While a mineral claim provides the holder with certain limited rights to minerals that may or may not be present, it does not permit the claim holder to cause any material disturbance to the lands or to develop and operate a mine. Rather, the mineral claim represents a mere chattel interest in the minerals which, with limited exceptions, remain under government control. Without for additional permits, a claim holder is restricted to carrying out low-impact, non-mechanized activities such as airborne geophysical surveying, geological and geochemical sampling, and excavation of small-scale pits and trenches using hand-held tools, and baseline data acquisition, such as mapping, taking photos and measuring water quality.
The Mines Act is the principal statute regulating mining activities through the lifecycle of a mine in British Columbia, through initial exploration to development and operations and, ultimately, to closure and reclamation. Section 10 of the Mines Act requires that a permit is required before “starting any work in, on or about a mine.” The process to obtain such a Mines Act permit to conduct any impactful exploration or operations includes requirements, proportionate to the proposed mining-related activity, for consultation with and permission from third parties whose interests may be affected, including Indigenous groups. If and when the potential impact of the proposed mining activity increases, a project proponent will face a correspondingly more intensive regulatory regime, requiring extensive third-party consultations informed by detailed engineering studies and consideration of all material environmental, cultural, community and economic impacts. In addition to the Mines Act, mineral exploration and mine development are subject to the requirements of other legislation applicable to the proposed activities, including the Environmental Assessment Act, Environmental Management Act, Heritage Conservation Act, Water Sustainability Act, Land Act, Forest Act and Wildlife Act.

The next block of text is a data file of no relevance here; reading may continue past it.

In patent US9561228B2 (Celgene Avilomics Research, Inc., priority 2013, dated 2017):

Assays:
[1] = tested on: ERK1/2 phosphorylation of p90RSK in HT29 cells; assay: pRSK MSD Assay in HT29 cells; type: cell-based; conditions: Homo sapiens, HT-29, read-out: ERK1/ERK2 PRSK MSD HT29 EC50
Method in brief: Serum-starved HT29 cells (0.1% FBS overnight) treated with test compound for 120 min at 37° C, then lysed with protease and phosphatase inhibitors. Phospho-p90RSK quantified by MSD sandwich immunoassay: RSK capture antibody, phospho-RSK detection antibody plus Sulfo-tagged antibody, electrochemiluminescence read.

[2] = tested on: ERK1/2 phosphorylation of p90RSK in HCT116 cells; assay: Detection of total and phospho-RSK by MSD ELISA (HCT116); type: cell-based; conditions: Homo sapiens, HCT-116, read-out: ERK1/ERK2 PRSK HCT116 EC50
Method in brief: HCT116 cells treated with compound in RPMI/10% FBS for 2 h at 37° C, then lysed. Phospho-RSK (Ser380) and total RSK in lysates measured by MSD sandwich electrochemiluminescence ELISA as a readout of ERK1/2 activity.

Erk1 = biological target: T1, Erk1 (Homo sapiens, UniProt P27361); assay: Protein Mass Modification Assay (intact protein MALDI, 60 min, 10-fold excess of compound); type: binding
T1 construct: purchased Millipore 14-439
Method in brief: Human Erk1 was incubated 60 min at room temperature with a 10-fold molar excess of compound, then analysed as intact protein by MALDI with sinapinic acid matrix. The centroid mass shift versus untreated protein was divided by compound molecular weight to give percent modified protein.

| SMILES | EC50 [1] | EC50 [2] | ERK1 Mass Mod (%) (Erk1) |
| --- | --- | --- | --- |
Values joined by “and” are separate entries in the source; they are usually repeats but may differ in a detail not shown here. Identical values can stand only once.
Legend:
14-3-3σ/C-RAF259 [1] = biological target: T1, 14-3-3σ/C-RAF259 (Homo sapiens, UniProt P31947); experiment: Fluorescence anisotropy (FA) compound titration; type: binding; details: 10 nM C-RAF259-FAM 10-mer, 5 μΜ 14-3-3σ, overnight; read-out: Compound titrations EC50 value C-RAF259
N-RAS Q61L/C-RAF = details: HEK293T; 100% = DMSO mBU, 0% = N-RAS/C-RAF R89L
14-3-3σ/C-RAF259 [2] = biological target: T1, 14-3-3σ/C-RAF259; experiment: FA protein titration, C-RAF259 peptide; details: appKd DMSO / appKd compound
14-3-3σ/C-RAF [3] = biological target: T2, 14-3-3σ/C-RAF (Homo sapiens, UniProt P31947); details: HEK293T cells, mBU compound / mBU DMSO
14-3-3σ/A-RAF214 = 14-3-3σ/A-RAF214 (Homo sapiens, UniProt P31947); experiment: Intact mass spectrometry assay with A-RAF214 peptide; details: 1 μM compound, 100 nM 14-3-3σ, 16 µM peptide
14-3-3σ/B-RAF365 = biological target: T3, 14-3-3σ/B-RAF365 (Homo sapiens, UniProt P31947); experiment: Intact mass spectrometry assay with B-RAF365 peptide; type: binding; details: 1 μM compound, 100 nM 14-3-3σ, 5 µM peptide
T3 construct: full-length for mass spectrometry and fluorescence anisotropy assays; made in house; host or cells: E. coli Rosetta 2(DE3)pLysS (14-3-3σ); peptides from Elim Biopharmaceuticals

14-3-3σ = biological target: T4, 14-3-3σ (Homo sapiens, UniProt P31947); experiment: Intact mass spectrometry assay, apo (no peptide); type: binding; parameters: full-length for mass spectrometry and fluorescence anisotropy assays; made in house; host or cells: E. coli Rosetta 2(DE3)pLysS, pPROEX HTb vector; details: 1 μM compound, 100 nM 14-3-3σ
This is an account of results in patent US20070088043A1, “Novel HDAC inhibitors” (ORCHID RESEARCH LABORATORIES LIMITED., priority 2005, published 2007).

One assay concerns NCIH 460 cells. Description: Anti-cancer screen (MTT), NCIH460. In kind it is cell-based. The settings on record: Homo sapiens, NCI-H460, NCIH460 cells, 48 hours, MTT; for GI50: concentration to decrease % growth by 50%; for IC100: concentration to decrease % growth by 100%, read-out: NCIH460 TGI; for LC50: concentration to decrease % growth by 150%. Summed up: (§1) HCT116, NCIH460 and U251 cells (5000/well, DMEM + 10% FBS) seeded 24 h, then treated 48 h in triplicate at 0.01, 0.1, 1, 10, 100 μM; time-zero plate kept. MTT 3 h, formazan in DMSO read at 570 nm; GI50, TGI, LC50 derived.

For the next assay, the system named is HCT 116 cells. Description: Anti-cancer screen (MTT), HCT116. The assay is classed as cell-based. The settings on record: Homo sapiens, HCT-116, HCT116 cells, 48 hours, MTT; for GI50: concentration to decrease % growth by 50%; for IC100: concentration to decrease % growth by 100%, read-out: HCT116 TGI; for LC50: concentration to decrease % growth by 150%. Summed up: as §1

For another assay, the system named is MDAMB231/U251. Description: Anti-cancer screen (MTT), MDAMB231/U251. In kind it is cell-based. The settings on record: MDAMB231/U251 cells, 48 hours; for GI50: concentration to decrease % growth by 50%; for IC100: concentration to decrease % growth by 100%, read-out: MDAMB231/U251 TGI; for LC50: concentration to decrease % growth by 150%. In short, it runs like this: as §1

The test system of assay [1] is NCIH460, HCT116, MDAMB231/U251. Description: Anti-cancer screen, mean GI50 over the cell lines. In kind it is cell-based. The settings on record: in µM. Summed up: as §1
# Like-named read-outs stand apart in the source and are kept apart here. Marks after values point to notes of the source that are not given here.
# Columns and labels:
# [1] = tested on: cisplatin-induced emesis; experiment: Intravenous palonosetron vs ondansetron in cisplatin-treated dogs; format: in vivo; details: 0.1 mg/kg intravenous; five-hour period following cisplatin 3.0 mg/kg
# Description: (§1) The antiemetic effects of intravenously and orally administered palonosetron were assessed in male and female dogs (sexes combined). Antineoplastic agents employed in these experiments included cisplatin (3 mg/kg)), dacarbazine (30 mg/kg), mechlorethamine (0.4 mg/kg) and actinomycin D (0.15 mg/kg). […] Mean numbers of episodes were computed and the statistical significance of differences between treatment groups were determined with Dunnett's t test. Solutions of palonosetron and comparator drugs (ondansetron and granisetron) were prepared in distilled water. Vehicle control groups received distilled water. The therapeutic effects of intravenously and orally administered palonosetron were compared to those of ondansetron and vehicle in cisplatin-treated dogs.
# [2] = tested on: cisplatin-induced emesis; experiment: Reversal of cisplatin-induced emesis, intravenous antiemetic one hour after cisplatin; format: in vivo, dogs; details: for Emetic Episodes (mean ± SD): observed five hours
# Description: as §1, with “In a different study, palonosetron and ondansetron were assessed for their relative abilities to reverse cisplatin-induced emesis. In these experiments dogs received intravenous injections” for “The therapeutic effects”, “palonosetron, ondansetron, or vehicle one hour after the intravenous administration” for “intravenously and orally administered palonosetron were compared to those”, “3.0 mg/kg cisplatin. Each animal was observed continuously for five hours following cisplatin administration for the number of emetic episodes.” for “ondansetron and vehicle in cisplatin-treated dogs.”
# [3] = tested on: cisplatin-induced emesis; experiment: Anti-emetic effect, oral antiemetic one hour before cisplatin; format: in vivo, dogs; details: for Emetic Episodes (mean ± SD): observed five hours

Background to the Gitxaala claim